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View Diary: The progressive fight against the encroachment of religion on our secular government (202 comments)

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  •  This is not an accurate parallel. Most schools (1+ / 0-)
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    (I don't know, maybe all) will allow children to miss school for serious reasons, including observing their religion.  Also the miitary will allow for conscientious objection if it's a seroius, established belief of that person, and being Quaker certainly helps establish credibility -- but non-Quaker pacifists have also been granted exemptions.

    All of this has to do with the government allowing space for people with non-majority beliefs to live by their own beliefs.  In a pluralistic democracy, we should do that as much as possible.

    On the other hand, the Bishops want to be able to affect the behavior of people who do NOT share their beliefs.  They want to deny a Baptist or atheist secretary working for a Catholic university the right to choose insurnace that will cover birth control or (if she ever needs it) abortion.  So it's a matter of the Bishops controlling be choices of non-Catholics.  That is fundamentally different from letting a Quaker do their Quaker thing, or letting a Jewish or Catholic school kid do their particular religious/cultural thing.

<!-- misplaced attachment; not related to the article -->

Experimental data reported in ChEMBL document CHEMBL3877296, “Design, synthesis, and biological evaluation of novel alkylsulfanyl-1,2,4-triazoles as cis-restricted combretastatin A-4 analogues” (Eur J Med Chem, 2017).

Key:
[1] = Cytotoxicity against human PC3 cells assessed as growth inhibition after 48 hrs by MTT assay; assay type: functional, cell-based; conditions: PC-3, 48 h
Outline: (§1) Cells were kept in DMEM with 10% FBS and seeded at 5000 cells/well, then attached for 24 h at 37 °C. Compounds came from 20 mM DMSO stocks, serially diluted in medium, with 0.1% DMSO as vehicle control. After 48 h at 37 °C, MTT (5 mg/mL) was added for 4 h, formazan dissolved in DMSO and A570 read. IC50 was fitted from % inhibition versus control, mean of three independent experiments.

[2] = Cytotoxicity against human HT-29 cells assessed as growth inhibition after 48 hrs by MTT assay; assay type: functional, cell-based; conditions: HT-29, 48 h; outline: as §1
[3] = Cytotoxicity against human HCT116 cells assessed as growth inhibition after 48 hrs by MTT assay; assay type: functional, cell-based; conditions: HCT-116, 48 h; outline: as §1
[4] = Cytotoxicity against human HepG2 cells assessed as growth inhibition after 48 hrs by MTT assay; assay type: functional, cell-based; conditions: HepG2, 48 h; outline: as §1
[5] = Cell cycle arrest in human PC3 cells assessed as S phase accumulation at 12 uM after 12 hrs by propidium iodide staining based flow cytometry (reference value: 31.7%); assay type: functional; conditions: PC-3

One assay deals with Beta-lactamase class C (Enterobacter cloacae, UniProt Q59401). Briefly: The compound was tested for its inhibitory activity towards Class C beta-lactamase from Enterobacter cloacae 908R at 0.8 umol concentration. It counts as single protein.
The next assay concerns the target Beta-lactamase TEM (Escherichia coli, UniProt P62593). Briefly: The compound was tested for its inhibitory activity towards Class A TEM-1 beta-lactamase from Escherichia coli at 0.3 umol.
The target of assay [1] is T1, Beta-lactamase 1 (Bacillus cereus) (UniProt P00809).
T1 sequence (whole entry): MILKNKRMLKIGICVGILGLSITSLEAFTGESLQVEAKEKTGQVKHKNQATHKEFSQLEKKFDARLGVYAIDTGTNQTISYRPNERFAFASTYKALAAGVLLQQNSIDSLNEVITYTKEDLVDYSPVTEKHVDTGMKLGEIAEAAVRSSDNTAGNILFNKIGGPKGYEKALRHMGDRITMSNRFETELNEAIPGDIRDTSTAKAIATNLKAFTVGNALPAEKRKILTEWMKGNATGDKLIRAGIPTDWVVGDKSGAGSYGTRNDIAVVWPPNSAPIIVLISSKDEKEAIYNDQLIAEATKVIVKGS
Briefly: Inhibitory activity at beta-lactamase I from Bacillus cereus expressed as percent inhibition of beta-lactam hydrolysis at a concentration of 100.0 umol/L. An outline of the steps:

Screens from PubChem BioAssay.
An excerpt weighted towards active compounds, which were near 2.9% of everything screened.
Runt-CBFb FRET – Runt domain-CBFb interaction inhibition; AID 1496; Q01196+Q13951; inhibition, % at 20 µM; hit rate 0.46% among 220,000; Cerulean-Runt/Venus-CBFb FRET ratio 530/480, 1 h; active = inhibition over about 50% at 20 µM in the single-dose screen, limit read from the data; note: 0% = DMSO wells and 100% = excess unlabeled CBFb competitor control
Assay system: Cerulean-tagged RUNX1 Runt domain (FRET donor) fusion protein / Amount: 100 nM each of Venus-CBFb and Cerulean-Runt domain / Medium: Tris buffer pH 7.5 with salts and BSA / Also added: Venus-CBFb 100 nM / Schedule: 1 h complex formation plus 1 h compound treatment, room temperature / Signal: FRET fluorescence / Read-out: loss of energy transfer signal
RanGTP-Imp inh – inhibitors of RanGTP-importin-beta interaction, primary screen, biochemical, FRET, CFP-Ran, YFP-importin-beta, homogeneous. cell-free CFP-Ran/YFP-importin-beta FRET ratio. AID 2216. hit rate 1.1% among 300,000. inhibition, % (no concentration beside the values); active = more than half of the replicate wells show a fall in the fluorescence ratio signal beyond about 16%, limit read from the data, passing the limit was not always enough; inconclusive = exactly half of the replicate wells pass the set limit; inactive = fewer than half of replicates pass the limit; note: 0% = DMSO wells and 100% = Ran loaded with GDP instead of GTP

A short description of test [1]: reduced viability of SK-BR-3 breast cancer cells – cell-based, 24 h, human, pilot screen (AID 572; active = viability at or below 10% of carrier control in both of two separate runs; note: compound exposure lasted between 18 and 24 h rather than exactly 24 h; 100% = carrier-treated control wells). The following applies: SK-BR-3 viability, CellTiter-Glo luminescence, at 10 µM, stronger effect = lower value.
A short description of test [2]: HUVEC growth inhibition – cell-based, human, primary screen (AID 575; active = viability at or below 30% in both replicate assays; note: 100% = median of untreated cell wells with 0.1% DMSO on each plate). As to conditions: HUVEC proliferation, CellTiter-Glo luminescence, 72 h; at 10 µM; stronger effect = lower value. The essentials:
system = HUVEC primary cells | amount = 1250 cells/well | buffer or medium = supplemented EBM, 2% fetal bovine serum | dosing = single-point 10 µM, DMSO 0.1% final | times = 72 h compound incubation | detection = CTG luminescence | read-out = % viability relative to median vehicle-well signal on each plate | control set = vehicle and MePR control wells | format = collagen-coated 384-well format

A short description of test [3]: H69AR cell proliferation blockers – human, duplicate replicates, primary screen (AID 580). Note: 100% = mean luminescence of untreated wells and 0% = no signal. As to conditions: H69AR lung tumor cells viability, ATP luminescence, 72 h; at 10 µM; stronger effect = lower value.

This all seems straightforward to me.  When civil rights laws were passed, conservative protestant church organizations had to be willing to hire black people -- not in the chuch itself, but in any secular institution run by the church.  The Catholics didn't object to that, as they agreed.  Now we've hit an issue they disagree with, and they're going nuts.

    The only place I might see an issue is when a Catholic institution is self-insured.  THat means they're much more directly creating and providing a service (insurance) that woudl be required to facilitate behavior they consider gravely immoral.  I need to think about that some more.  Maybe it means they have to provide more than one choice for their employees, including a insurance provider who will cover bc and abortion.

    The bottom line is, choices for themselves are okay; but they can't impose Catholic rules on non-Catholic employees that deprive them of access to normal, legal, available health-care.

    "Every part of you belongs to you." -- from a story of Virginia under the Personhood law. Read it here.

    by Fiona West on Sun Mar 18, 2012 at 04:47:06 PM PDT

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